Santa Monica:    
Saturday, May 18, 2024

No products in the cart.

Santa Monica:    
Happy New Year
Music NewsUncategorized

The Cribs pay tribute: “It’s hard to imagine Steve Albini being gone” 

Shop Now in our merch shop

The Cribs have paid their respects to the legendary musician and producer Steve Albini, following news of his death.

Yesterday (May 8), it was announced that Steve Albini, who was known for recording and producing classic albums such as Nirvana‘s ‘In Utero’ and Pixies‘ ‘Surfer Rosa’ among others, had died at the age of 61 due to a heart attack.

Now, members of The Cribs have come forward to share their respects for the iconic producer, and recall the memories they have of working with him in the past.

The Wakefield indie band first joined forces with Albini back in 2011, shortly after they confirmed that Johnny Marr had departed from the line-up and were beginning work on their fifth studio album ‘In The Belly Of The Brazen Bull’. The LP marked the follow-up to ‘Ignore The Ignorant’, was was shared with the band as a three-piece in May 2012. It was recorded at Electrical Audio with Albini as producer, and went on to peak at Number Nine on the UK albums charts. It was also ranked Number Eight on NME’s 2012 Albums Of The Year list, and remains a fan favourite.

They then collaborated with Albini again five years later, when they were working on their seventh studio album ‘24-7 Rock Star Shit’. Also recorded at Electrical Audio, the album was shared in 2017 and praised by fans as seeing them return to their earlier punk and grunge roots.

Following news of Albini’s death, the band initially shared a photo of them with the producer at a recording studio with the simple caption “THE BEST EVER”. They then went on to share a moving recollection of their time working together in a follow-up post.

“It’s so hard to imagine Steve Albini being gone. He has been an almost constant touchstone in the lives of us brothers ever since we first heard one of his albums as 13-year-old kids. And then, since working together he has remained a presence as both someone that we always *knew* was there in our corner, but also just as a friend who we could exchange funny emails with,” they wrote.

“When we first went out to Chicago to record with Steve in November of 2011, the sessions happened to run through Thanksgiving. When Steve found out we had no plans and nowhere to go, he immediately offered to have us – 3 guys he had just met – over to his place to have dinner with him and his family,” the caption continued.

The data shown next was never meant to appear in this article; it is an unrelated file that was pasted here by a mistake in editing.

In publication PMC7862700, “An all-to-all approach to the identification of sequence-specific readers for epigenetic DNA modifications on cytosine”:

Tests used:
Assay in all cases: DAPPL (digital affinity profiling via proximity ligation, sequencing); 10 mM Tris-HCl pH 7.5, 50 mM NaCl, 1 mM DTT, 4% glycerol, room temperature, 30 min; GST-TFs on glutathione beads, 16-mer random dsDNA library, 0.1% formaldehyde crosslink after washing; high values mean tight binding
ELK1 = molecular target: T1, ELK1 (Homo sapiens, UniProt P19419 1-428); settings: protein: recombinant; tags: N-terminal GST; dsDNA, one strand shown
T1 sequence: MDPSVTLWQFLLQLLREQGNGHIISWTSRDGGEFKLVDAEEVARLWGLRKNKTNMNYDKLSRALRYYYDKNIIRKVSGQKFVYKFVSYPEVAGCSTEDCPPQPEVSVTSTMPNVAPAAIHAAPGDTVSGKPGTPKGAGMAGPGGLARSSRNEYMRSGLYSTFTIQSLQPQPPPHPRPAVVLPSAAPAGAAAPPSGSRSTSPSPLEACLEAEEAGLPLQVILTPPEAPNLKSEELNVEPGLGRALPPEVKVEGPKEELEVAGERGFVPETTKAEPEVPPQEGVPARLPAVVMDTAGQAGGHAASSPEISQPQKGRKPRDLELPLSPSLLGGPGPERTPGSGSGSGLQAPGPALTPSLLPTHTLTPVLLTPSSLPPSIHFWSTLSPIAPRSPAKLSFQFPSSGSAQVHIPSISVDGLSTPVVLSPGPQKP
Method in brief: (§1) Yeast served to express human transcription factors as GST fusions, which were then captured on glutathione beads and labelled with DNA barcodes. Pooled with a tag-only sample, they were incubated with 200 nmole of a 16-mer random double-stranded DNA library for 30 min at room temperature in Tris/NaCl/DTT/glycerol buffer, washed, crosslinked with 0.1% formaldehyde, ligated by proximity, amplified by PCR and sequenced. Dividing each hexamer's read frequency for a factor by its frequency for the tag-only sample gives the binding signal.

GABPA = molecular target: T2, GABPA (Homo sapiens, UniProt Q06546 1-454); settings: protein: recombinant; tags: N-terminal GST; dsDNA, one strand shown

“So much for his “difficult” reputation. All those bullshit stories – the music industry was just afraid of him back then cos he was *honest*, and held no regard for the opinions of anyone involved in the commodification of music – a punk rocker, basically! His commitment was to the artist – and in that regard he was unparalleled. Working with him was a dream – he was the greatest engineer in the world, that goes without saying, but it was his respect and commitment to the art of recording that really set him apart.

“He taught us so much – literally sat down and taught us his recording techniques, with diagrams and written notes. In spite of Steve’s ethos of being essentially a contractor – viewing his services as comparable to hiring a plumber for example – he genuinely cared about the album for us, even after it was finished […] The greatest to ever do it. We know that, and have always felt deeply proud and grateful to have worked with him. I’m sure Steve would be cringing reading this. But it’s all true. Just a great, great man.”

Later, drummer Ross Jarman also shared a touching tribute of his own, explaining the profound impact that Albini had on him and his bandmates. “It’s a funny thing to try to explain to someone, the connection you have with a person after making an album together. In a way you’re tied to them forever,” he wrote.

“When that person unexpectedly departs this world, you realise that the things you did can never happen again, and in that sense, a part of the band died along with them. None of this even takes into account that this individual was STEVE AL FUCKING BINI…”

Besides his work with The Cribs, Albini was known for recording and producing major albums such as Nirvana’s ‘In Utero’, Pixies’ ‘Surfer Rosa’, PJ Harvey’s ‘Rid of Me’, Manic Street Preachers‘ ‘Journal For Plague Lovers’, and more.

As a musician, Albini fronted the likes of underground bands such as Shellac, Big Black and Flour. Shellac recently announced ‘To All Trains’, their first album in 10 years which is set for release next week (May 17) and were preparing to embark on a tour.

Back in 2017, shortly before the release of ‘24-7 Rock Star Shit’, The Cribs spoke with NME about what it was like to rejoin forces with Albini – five years after they first began working together.

“We always thought our records would be made very quickly and very raw and over time we kind of softened our stance on that. I think since we first recorded with Steve Albini back in 2011 that has always been the next thing on the agenda,” explained guitarist Ryan Jarman.

“[Albini] was so quick to make the record and I’ve always loved the sound of his album. The way that he records is like a path street and it’s perfect for a band like us because it’s a case of setting up live and playing live, getting the energy in a much more direct way than working with anyone else.”

Following the news of Albini’s death, Pixies, Benefits and more have paid tribute to the late producer – you can read them here. Jarvis Cocker also recalled the impact that working with the producer during ‘Further Complications’ had on him, and you can read his full tribute here.

Adblock test (Why?)

NME Original Article

Related Posts

1 of 3,196